Saturday, January 1, 2011
Googlin "concentration of wealth over time" brought me to Skewed Wealth Distribution and the Roots of the Economic Crisis by David Barber, who writes:
Recently, Robert Shiller, a professor of economics at Yale University, penned a New York Times article warning that the fear of a double dip recession might actually bring on the dreaded event. “Ultimately,” Professor Shiller warned, “the risk resides largely in social psychology.”
As someone who is not a professional economist I do not know whether Professor Shiller’s views are typical of his field. What I do know is that while “social psychology” may have had some small role as a causal factor in the Crash of ’08, it was the actual structure of the American and world economies which brought on the crisis. And if in fact we enter a second round of this Crash, it will not stem from what Dr. Shiller calls a “weakness and vulnerability of confidence,” but will result from the same structural elements of our economy as those that brought on the “first dip.”
Agreed. The problem with the economy is not that confidence is low. Rather, confidence is low because of problems with the economy.
Part of the problem with the economy is that policymakers misunderstand policy, and therefore cannot fix the problem. And the longer the problem remains unresolved, the worse confidence gets. This problem has lasted so long now that economists like Shiller are losing confidence in monetary and fiscal policy. The great irony is that they point to the falling confidence of others as the source of the problem.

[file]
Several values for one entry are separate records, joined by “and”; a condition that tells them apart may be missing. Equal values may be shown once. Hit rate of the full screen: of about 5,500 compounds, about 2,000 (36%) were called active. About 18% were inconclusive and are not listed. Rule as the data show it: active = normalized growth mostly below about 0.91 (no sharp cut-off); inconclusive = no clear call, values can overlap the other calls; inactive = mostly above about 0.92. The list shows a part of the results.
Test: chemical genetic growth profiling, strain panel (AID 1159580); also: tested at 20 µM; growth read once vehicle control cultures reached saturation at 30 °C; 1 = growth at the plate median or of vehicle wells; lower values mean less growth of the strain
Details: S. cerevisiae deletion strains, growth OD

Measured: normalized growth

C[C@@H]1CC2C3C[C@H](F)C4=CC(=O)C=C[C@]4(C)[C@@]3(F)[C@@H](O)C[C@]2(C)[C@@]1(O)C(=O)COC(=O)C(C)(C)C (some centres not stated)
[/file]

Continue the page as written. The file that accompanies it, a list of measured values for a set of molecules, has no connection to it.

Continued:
Confidence remained good for a long time after the economy went bad. It's easy to see which came first. The one that came later cannot be the cause. Barber is right; Shiller is wrong.
That said, let's look at David Barber's very next sentence:
American society’s fantastically skewed distribution of wealth stands as one of the main structural fault lines underpinning the Crash.
I wouldn't argue the point. But like the decline of confidence, the skewing of the distribution of wealth arose after the economic problem arose. And the skewing was no accident. It was part of a policy created to improve the economy. At least, it was if the skewing of wealth is anything like the skewing of income.
Mr. Barber, while he uses the word wealth, is actually talking of income in his post. He goes on to say that, because of the skewing, people started using more debt as a substitute for income:
And so debt has had to sustain our market economy: the more skewed the distribution of wealth has grown over time, the more frantically has the economy been forced to create a growing array of consumer debt mechanisms—subprime mortgages, payday loans, more and more intricately structured credit card debt—in order simply to maintain its functioning.
Again, I wouldn't argue the point. We have increased our use of credit largely to prevent a decline in our living standards. "Simply to maintain," as Barber says.
But again, which came first? The growth of debt came first. We called it credit-use then, and we grew it because it grew the economy. But we let private-sector debt accumulate until it overpowered all the benefit of credit-use. That was when the economy went into decline. That was 1974.
After the economy went into decline, policymakers began doing more to encourage the growth of credit-use. They mis-read the warnings our economy was giving us. They thought using even more credit -- and accumulating even more debt -- would fix the problem.
Following that line of reasoning, they ultimately encouraged the rise of "a growing array of consumer debt mechanisms—subprime mortgages, payday loans, more and more intricately structured credit card debt." In hindsight, we can see this was the wrong policy.
We must also observe that debt came first. Accumulating debt was the problem that caused our economy to falter, which led to a new spate of policies encouraging the use of credit, which made the accumulation of debt even bigger. It was insanity. It was a policy that could have no good ending.
Posted by The Arthurian at 4:00 AM